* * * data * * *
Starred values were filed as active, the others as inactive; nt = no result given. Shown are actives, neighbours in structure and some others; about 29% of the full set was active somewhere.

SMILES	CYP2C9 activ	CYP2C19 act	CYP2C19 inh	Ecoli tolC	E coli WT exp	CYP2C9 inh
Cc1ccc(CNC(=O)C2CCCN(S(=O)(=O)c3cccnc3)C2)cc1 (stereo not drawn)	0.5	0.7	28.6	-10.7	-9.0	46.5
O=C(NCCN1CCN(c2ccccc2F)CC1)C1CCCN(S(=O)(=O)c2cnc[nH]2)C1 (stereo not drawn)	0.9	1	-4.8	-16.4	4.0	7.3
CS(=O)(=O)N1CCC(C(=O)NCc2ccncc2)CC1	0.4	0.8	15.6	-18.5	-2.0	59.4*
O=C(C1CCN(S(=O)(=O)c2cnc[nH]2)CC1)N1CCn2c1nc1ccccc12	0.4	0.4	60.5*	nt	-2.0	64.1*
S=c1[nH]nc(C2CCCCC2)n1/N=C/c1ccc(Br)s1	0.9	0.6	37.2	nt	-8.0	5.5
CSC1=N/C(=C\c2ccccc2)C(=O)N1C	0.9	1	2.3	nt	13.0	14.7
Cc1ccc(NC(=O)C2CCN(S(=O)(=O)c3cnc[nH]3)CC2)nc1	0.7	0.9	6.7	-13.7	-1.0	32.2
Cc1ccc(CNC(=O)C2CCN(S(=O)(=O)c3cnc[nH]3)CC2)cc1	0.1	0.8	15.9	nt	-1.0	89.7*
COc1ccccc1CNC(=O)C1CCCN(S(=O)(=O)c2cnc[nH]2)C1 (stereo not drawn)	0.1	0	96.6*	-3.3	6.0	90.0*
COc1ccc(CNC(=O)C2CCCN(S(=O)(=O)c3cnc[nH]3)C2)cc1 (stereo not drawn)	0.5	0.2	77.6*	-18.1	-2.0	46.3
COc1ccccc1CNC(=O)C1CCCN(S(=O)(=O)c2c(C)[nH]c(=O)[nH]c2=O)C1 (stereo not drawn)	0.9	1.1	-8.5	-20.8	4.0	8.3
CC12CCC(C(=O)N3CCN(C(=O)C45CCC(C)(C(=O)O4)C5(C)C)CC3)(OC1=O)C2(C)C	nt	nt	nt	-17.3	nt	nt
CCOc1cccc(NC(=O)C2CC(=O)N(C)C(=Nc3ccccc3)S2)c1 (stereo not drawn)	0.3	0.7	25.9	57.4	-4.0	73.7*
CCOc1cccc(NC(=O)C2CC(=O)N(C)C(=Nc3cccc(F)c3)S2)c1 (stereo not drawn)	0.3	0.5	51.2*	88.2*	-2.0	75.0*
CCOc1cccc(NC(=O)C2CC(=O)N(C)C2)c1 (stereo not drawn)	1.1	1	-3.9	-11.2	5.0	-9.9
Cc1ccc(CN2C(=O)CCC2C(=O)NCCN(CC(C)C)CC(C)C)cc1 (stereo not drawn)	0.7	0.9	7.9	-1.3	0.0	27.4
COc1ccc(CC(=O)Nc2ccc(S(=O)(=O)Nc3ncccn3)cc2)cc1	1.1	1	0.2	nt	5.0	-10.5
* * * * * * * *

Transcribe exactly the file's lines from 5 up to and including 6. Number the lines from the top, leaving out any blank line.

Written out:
CS(=O)(=O)N1CCC(C(=O)NCc2ccncc2)CC1	0.4	0.8	15.6	-18.5	-2.0	59.4*
O=C(C1CCN(S(=O)(=O)c2cnc[nH]2)CC1)N1CCn2c1nc1ccccc12	0.4	0.4	60.5*	nt	-2.0	64.1*